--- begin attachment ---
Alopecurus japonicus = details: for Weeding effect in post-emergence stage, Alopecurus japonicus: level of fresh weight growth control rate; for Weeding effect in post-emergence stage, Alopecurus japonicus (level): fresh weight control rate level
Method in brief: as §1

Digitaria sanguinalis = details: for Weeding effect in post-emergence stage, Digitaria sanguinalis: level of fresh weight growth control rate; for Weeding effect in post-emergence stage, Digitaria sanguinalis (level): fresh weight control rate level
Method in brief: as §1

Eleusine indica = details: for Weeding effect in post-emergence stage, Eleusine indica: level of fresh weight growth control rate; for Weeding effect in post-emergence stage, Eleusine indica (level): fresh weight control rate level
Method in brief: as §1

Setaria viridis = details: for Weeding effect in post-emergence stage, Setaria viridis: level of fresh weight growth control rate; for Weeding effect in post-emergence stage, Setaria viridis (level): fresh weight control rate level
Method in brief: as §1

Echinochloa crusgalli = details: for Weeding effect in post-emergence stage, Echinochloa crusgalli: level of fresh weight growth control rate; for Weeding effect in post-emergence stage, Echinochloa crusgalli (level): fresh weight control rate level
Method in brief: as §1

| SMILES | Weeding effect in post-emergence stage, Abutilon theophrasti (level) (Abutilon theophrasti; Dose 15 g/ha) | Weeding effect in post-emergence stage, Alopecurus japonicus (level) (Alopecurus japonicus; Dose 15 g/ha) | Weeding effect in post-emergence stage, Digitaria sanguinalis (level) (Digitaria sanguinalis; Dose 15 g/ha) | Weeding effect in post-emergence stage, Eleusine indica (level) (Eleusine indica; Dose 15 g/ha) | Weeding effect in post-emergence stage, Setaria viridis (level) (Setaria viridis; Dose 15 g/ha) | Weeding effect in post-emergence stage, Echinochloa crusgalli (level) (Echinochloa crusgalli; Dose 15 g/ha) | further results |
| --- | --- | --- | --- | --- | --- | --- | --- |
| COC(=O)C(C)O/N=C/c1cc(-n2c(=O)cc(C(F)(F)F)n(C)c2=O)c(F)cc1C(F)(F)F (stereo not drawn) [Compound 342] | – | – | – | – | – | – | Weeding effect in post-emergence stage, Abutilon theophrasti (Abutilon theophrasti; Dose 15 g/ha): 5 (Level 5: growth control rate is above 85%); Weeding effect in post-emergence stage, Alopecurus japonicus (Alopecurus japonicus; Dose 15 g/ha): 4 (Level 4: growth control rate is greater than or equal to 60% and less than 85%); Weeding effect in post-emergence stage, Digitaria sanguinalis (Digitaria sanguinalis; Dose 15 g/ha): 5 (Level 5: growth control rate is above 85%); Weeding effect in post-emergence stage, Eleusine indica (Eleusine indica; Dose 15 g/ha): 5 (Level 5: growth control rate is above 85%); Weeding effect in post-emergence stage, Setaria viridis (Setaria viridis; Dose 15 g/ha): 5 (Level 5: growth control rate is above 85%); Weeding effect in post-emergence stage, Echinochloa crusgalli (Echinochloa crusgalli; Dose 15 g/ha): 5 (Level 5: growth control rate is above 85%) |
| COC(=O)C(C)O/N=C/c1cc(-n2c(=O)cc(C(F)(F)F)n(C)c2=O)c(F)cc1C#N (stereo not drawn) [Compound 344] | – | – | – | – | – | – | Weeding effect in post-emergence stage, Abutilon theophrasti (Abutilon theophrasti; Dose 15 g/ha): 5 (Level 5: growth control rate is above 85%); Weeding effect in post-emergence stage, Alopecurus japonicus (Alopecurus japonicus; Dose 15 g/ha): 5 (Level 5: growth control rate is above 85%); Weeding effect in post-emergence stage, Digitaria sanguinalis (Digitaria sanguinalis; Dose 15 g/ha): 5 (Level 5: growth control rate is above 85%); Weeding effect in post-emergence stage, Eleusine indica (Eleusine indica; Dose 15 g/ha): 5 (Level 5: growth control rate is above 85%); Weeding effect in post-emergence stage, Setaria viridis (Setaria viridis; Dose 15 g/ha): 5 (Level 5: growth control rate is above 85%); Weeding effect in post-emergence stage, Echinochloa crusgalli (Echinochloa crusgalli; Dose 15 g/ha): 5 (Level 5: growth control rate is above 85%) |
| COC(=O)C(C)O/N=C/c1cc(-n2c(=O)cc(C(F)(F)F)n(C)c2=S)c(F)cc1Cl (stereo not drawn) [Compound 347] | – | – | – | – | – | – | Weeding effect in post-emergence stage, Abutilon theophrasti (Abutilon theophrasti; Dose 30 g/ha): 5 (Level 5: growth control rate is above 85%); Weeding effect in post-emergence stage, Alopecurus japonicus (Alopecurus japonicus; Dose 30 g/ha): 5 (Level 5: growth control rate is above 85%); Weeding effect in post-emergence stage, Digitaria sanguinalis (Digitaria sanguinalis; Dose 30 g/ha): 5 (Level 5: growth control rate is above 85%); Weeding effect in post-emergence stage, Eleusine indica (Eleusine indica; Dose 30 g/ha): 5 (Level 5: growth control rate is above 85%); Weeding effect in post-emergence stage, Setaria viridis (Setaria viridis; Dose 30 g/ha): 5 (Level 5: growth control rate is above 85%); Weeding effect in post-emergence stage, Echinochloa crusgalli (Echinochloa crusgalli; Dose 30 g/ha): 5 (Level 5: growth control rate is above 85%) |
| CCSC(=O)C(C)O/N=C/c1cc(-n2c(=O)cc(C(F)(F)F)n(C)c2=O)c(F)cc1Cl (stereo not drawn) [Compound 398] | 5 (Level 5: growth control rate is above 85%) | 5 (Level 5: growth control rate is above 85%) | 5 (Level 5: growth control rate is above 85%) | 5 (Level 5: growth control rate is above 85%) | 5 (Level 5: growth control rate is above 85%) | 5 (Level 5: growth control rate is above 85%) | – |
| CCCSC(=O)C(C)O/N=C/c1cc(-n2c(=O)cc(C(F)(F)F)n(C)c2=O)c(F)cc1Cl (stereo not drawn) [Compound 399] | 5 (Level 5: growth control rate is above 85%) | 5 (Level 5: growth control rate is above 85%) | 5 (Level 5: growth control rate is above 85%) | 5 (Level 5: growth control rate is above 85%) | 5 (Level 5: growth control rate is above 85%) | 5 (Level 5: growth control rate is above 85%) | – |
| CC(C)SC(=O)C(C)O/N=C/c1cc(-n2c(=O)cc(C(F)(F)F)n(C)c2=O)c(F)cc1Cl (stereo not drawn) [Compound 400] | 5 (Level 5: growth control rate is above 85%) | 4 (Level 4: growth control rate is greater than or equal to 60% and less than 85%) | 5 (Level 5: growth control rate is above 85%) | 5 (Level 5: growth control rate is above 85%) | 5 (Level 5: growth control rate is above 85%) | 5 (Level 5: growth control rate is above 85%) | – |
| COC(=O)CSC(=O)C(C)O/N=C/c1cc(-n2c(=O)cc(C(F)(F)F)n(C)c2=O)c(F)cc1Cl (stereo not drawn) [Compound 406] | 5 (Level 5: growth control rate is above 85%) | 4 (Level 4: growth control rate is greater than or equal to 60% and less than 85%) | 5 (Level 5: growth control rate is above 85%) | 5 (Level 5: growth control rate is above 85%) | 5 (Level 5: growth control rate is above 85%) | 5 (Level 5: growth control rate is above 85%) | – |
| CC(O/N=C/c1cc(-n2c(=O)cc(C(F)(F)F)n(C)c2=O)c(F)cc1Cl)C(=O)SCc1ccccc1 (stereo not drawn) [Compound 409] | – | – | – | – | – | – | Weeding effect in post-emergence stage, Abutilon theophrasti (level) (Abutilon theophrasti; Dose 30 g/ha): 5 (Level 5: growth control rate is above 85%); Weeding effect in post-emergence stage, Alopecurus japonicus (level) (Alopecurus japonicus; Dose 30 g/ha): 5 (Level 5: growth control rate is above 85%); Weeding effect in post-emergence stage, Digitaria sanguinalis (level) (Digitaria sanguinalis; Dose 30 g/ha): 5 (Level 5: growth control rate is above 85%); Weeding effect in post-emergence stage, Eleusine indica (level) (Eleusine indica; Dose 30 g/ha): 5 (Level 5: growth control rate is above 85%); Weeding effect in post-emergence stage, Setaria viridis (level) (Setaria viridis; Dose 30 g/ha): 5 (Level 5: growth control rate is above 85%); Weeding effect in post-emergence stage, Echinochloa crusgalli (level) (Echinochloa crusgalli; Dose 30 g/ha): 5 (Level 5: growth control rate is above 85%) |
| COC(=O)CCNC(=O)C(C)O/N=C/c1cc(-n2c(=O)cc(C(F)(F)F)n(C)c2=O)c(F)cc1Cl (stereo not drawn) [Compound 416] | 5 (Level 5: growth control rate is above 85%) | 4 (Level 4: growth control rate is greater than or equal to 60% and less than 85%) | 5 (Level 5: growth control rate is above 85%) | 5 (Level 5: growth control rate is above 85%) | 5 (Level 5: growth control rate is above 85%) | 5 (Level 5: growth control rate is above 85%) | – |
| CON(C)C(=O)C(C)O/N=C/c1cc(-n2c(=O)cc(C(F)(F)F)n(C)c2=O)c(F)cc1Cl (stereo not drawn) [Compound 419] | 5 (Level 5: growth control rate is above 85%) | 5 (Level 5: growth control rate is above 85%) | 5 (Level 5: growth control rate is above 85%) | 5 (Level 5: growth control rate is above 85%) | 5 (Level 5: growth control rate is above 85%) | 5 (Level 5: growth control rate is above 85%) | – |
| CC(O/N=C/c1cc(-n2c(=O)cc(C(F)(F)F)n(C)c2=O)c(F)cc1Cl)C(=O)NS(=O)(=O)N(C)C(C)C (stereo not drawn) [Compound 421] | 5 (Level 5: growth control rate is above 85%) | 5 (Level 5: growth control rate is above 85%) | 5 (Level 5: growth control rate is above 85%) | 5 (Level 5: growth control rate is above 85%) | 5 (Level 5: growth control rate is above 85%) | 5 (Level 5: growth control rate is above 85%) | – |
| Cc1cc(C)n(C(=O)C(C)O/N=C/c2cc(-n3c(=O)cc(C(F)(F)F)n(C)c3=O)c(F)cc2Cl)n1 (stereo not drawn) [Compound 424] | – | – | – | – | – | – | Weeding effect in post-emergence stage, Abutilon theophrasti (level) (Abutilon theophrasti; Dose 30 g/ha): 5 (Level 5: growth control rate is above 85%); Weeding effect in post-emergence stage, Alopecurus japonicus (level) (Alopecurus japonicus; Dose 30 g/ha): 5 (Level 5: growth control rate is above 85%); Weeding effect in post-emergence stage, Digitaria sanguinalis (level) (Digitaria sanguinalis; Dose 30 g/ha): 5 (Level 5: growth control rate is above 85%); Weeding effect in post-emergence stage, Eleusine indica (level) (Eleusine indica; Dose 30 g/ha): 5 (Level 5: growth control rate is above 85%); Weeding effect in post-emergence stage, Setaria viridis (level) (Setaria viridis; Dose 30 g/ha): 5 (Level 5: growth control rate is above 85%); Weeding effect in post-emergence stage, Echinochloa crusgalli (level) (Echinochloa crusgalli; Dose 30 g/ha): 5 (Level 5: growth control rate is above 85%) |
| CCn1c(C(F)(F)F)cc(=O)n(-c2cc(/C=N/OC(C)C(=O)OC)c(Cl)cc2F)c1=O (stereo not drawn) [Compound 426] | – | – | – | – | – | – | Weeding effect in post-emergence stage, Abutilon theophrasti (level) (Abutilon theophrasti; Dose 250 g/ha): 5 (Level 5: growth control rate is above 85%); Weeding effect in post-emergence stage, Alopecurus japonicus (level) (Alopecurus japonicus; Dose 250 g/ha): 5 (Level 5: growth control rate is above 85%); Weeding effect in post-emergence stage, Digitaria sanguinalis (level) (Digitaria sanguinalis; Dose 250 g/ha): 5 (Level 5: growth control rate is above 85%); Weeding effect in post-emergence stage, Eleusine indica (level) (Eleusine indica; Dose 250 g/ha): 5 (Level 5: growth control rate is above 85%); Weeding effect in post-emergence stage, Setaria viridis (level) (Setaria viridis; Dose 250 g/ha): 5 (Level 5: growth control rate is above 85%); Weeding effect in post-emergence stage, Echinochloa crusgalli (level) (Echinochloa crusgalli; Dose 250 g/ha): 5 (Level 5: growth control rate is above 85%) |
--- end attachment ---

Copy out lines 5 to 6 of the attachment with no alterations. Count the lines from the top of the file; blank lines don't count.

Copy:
Eleusine indica = details: for Weeding effect in post-emergence stage, Eleusine indica: level of fresh weight growth control rate; for Weeding effect in post-emergence stage, Eleusine indica (level): fresh weight control rate level
Method in brief: as §1